Traveling to Japan and living there was one of the best experiences I could have had as a young adult. I went on my own with a working-holiday visa and planned to work and travel around the country. I didn’t really have a travel itinerary and was hoping I could see some of the most popular and well know cities at the time. I was fresh out of college and hardly any experience travelling. I had to borrow money from my Dad to purchase my plane ticket. I had a few connections and the intention of finding a part-time job to help cover some living expenses.
It was the end of the summer when I landed in the Kansai airport, Osaka Japan. The weather was still warm and it was very muggy, the air felt heavy. After claiming my bags and clearing customs and immigration I made my way to the train platform. As I walked through the airport I was amazed at its cleanliness and the orderliness of the terminal. It was exactly as I expected, the lonely Planet book I studied the month prior was on par. It didn’t take long for me to find some work. Like most young adults, fresh out of college looking to make some cash, I landed a job tutoring English. I worked for a small company that sent us out to tutor English to various different areas in the Okayama Prefecture.
I was given a car, a map (in Japanese!), some gas money and a schedule of clients and class times. It was all quite daunting at first. Not only was I driving on the opposite side of the road, but I was in a completely foreign country. Driving, in what the locals referred to as “the country side”, most street signs were in Japanese. It was interesting to say the least. I did get lost a few times but after a couple of weeks I had my route mastered. In the relatively short time I spent in Japan, I was lucky enough to experience the changing of a season. To have the good fortune of spending enough time in Japan to experience the changing of a season is quite spectacular. If you’ve read about or studied Japanese culture, then you will know that the Japanese do things very intentionally. Precise placement of objects in their many art forms is thought out and there’s always something more to uncover, to get a clearer understanding or appreciation of it. I suppose this was one of the reasons why I chose to travel to Japan. I was searching for something with deeper meaning. Although I didn’t get to travel up and down the entire Island of Honshu, I did get to spend some of my time off taking day trips around the Okayama prefecture. Two of my favorite sites in the Okayama Prefecture included, Okayama Korakuen and Okayama Castle.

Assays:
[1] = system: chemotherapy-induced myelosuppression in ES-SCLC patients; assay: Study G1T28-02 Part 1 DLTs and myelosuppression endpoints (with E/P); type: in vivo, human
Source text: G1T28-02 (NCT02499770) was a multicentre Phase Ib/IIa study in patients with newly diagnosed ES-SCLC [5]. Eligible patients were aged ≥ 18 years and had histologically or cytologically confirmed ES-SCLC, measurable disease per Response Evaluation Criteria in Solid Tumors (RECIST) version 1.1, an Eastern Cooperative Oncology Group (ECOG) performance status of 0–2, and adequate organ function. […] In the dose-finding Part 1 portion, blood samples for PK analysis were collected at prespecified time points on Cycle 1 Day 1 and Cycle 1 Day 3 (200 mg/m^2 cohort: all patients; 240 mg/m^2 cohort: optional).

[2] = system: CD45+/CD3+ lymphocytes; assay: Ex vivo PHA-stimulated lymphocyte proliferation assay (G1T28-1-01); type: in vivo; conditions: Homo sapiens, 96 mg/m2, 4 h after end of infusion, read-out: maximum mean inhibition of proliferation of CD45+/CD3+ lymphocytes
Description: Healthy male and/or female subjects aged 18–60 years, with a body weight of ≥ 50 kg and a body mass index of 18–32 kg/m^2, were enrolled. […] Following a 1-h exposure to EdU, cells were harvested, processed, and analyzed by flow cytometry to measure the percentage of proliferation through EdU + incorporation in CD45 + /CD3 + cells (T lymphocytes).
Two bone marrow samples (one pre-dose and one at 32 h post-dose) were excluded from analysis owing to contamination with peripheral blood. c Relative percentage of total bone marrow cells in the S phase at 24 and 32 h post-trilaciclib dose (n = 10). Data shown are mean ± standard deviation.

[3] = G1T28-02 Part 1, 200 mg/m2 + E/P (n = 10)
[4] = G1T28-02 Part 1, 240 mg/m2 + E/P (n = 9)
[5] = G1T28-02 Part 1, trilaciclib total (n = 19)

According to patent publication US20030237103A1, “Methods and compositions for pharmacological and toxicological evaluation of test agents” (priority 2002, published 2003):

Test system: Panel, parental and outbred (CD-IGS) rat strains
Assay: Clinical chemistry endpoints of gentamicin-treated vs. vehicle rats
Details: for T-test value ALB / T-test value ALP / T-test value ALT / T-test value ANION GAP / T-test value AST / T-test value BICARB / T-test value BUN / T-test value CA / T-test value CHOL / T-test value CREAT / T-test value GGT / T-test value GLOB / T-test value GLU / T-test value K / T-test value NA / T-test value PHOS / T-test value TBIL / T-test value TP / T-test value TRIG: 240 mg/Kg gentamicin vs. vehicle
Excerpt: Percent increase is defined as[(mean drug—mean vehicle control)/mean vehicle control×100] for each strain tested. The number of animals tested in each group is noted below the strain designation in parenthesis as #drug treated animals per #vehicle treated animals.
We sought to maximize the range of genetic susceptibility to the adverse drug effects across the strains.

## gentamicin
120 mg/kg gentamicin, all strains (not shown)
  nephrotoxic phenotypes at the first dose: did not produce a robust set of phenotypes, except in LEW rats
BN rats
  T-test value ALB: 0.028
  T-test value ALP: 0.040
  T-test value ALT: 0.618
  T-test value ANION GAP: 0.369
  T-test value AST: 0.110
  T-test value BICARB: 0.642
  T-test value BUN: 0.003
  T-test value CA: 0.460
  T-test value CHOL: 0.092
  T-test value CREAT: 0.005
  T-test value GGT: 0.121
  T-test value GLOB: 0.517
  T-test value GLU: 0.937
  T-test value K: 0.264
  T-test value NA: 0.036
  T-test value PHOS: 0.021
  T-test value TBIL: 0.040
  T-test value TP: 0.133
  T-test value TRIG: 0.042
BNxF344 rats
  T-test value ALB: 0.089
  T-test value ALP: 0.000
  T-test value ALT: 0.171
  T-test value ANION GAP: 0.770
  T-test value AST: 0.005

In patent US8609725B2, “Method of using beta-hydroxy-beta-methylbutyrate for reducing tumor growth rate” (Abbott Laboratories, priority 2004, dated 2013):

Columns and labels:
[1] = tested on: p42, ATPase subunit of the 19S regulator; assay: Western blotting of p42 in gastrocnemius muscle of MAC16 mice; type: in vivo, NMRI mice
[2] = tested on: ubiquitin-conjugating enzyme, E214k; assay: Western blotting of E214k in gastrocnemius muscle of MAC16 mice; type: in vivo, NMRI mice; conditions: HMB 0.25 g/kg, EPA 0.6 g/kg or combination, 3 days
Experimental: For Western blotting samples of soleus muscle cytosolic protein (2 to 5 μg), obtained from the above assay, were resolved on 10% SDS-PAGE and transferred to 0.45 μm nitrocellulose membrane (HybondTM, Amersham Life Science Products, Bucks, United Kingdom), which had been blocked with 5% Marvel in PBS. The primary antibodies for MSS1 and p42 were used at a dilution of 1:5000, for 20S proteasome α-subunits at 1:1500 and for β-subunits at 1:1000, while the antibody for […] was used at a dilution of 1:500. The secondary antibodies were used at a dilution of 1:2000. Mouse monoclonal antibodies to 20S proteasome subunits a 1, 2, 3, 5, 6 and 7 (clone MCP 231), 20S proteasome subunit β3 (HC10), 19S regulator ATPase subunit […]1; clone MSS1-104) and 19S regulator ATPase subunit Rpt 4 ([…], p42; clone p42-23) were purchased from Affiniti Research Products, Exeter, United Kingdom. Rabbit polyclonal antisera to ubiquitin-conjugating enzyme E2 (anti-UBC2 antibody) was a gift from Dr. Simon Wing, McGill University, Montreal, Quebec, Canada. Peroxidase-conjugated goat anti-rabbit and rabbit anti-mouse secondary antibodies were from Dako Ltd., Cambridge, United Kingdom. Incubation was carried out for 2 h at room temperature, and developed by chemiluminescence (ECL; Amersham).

Considered one of the 3 great gardens in Japan, Korakuen was originally built-in 1700, during the Edo period. It is considered a touristy type of activity, and will most likely be busy. However, when you are in Japan, visiting these national treasures will give outsiders a peek into a culture that is typically reserved and composed. Each turn you take in the garden, as you leave one area and enter another, offers a completely different view or sight. It is really a feast for the eyes and the mind. Okayama Castle, or Crow Castle as it came to be known, due to its black exterior, was built before Korakuen gardens and happens to be very close to the garden. This makes it very easy to see both historical sites during a day trip in the area. The gardens around the castle are also very neat, tidy and orderly, as every Japanese garden is.
If you travel as far as Okayama Prefecture, or are in the area of Hiroshima Prefecture, then you should make the trip down to Hiroshima City. The Peace Memorial Park, the Peace Memorial Museum and the A-Bomb Dome are a must see. It will humble you to see what the Japanese people experienced; it is their account of tragic events that took place on that day in August.
One of my favorite day trips was one that took us over to Itsukushima Island, more popularly known as Miyajima, or Shrine Island. This is where the well-known Torii gate can be found, and the rogue deer.
The shrine and the surrounding garden seem to be one with the sea. On that particular day, the tide was out, and we were able to walk almost to the foot of the famous Torii gate. It was fall and the beautiful colours of the season were in full force. The red and orange of the turning leaves accented the red of the shrine. As dusk approached each of the lanterns that line the shoreline are lit and the visual effect is unforgettable. My stay in Japan lasted almost 6 months. It was the perfect length of time to explore the area, meet some people and to make a little cash to cover expenses. It was an experience I will always treasure, a period of time that taught me a little more about myself. I matured a little more that year than I ever would have if I had stayed home in Canada.
Here are a link to the Government of Canada info page. It is a great place to start, they have no bias and it’s free information. if you’re interested in working abroad or know someone who is, please share. Curently Canada has a partnership with over 30 countries!